Opposition lawmakers have raised serious concerns about the sale of the farms, calling for an investigation into the process that effectively saw the prime minister and her husband buy the farms.

Kuugongelwa-Amadhila last week publicly released some answers to questions The Namibian sent to her.

She denied any wrongdoing.


The Namibian visited the farms two months ago.

Johannes Khaniseb, the headman of the community, known as Hai//om Duwib, shared the community’s suffering after the farm was sold to the Amadhilas.

“It was around 2014. She [Kuugongelwa-Amadhila] came here and we felt relieved to see her. We told her all the problems we had on the farm, and gave her the documents Friederich left us,” he said.

He said the idea was for Kuugongelwa-Amadhila “to take them (the documents) to the president to have the state decide how to resettle us, because the documents clearly say we must be resettled”.

Khaniseb said the prime minister never did so.
“… and we do not know what she did with the documents,” he said.

Khaniseb took The Namibian on a tour of the two farms.

“In this letter, Friederich’s wife gave us the cattle. She could pay us all out, but gave us the cattle instead so we could make a living out of it. Now, everything we were given is gone.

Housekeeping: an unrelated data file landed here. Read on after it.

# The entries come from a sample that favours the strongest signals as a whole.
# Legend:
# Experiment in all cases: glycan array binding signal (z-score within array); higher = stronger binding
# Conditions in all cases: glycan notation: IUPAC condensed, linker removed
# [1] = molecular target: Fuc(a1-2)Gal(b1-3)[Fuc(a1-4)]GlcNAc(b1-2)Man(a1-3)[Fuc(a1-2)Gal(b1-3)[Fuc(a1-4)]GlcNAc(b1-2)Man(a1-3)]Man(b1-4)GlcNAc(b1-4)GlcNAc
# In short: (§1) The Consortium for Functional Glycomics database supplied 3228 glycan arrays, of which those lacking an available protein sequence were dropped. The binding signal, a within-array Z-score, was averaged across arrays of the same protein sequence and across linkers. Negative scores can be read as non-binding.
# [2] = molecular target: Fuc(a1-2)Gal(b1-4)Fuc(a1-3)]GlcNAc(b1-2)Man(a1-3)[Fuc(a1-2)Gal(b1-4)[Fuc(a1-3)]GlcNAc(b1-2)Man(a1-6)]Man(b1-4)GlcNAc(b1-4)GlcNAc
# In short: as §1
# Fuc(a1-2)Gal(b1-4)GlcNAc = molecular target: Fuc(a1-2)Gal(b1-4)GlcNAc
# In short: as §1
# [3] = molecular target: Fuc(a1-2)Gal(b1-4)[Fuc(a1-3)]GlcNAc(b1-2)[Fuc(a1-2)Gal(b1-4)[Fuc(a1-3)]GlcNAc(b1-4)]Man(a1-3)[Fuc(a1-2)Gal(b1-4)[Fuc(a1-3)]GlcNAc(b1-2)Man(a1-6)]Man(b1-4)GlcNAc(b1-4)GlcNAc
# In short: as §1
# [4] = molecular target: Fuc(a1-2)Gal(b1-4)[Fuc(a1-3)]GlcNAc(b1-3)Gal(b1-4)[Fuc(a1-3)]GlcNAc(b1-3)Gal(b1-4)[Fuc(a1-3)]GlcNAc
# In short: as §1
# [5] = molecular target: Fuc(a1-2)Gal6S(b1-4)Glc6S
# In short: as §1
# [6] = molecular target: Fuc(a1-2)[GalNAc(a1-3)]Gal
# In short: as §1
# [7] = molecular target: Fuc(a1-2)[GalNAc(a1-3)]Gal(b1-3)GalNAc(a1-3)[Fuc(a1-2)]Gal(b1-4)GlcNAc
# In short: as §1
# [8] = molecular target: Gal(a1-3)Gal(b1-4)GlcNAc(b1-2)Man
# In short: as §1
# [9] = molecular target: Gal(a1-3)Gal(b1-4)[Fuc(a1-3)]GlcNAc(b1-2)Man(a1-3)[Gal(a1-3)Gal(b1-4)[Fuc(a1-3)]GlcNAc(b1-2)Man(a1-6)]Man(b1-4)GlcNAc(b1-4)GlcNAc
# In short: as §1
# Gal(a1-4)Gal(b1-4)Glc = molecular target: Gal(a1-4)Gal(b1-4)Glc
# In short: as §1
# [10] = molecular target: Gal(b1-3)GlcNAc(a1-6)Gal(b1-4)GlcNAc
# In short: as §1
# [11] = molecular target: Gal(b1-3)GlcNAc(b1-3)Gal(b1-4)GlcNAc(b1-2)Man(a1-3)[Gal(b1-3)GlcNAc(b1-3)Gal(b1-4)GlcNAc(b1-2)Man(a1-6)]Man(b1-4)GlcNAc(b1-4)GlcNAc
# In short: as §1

They took the cattle, horses and donkeys,” Khaniseb said, pointing at one empty kraal.
He said the community at the time noticed the cattle being taken to a nearby post to be sold.

As soon as the Amadhilas took over the farm, the community was denied access to the items the Friederichs left them, he said.

“They would come here, not greet or even engage us. They sold the cattle and did not bring us any money or explain where they took it,” he said.

Metres away is a white four bedroomed house in which the German couple once lived – dilapidated and overtaken by rats.
Khaniseb said the house used to be well taken care of.